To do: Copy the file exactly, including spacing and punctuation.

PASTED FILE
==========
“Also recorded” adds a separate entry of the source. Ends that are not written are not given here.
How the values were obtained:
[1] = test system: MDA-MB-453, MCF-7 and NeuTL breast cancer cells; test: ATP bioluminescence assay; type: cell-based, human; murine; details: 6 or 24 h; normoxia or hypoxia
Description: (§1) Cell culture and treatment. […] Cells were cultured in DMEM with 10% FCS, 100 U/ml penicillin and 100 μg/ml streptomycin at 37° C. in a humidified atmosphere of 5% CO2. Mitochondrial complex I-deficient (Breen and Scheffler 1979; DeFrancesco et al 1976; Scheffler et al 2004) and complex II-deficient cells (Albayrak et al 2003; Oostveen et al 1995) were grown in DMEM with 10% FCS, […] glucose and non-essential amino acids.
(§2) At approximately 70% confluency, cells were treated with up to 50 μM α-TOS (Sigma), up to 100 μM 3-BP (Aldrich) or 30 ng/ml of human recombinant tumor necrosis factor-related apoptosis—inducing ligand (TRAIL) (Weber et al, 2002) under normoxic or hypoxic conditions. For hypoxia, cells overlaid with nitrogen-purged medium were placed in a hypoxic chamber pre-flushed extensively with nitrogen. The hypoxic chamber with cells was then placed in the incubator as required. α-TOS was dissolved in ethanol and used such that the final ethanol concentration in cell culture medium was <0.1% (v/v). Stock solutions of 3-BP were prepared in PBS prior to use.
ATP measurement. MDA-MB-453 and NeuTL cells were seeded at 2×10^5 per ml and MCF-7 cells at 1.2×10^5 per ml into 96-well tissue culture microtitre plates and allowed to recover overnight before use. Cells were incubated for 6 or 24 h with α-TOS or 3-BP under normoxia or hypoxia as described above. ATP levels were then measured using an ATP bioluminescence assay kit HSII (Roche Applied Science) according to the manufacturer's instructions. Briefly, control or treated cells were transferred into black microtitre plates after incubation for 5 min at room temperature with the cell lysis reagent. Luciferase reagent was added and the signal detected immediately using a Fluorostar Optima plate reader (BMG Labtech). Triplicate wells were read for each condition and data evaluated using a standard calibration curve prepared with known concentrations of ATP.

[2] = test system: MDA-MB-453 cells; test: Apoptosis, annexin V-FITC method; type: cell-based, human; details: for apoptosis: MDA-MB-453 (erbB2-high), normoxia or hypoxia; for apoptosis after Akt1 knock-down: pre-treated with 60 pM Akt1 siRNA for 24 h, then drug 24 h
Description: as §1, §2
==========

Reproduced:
“Also recorded” adds a separate entry of the source. Ends that are not written are not given here.
How the values were obtained:
[1] = test system: MDA-MB-453, MCF-7 and NeuTL breast cancer cells; test: ATP bioluminescence assay; type: cell-based, human; murine; details: 6 or 24 h; normoxia or hypoxia
Description: (§1) Cell culture and treatment. […] Cells were cultured in DMEM with 10% FCS, 100 U/ml penicillin and 100 μg/ml streptomycin at 37° C. in a humidified atmosphere of 5% CO2. Mitochondrial complex I-deficient (Breen and Scheffler 1979; DeFrancesco et al 1976; Scheffler et al 2004) and complex II-deficient cells (Albayrak et al 2003; Oostveen et al 1995) were grown in DMEM with 10% FCS, […] glucose and non-essential amino acids.
(§2) At approximately 70% confluency, cells were treated with up to 50 μM α-TOS (Sigma), up to 100 μM 3-BP (Aldrich) or 30 ng/ml of human recombinant tumor necrosis factor-related apoptosis—inducing ligand (TRAIL) (Weber et al, 2002) under normoxic or hypoxic conditions. For hypoxia, cells overlaid with nitrogen-purged medium were placed in a hypoxic chamber pre-flushed extensively with nitrogen. The hypoxic chamber with cells was then placed in the incubator as required. α-TOS was dissolved in ethanol and used such that the final ethanol concentration in cell culture medium was <0.1% (v/v). Stock solutions of 3-BP were prepared in PBS prior to use.
ATP measurement. MDA-MB-453 and NeuTL cells were seeded at 2×10^5 per ml and MCF-7 cells at 1.2×10^5 per ml into 96-well tissue culture microtitre plates and allowed to recover overnight before use. Cells were incubated for 6 or 24 h with α-TOS or 3-BP under normoxia or hypoxia as described above. ATP levels were then measured using an ATP bioluminescence assay kit HSII (Roche Applied Science) according to the manufacturer's instructions. Briefly, control or treated cells were transferred into black microtitre plates after incubation for 5 min at room temperature with the cell lysis reagent. Luciferase reagent was added and the signal detected immediately using a Fluorostar Optima plate reader (BMG Labtech). Triplicate wells were read for each condition and data evaluated using a standard calibration curve prepared with known concentrations of ATP.

[2] = test system: MDA-MB-453 cells; test: Apoptosis, annexin V-FITC method; type: cell-based, human; details: for apoptosis: MDA-MB-453 (erbB2-high), normoxia or hypoxia; for apoptosis after Akt1 knock-down: pre-treated with 60 pM Akt1 siRNA for 24 h, then drug 24 h
Description: as §1, §2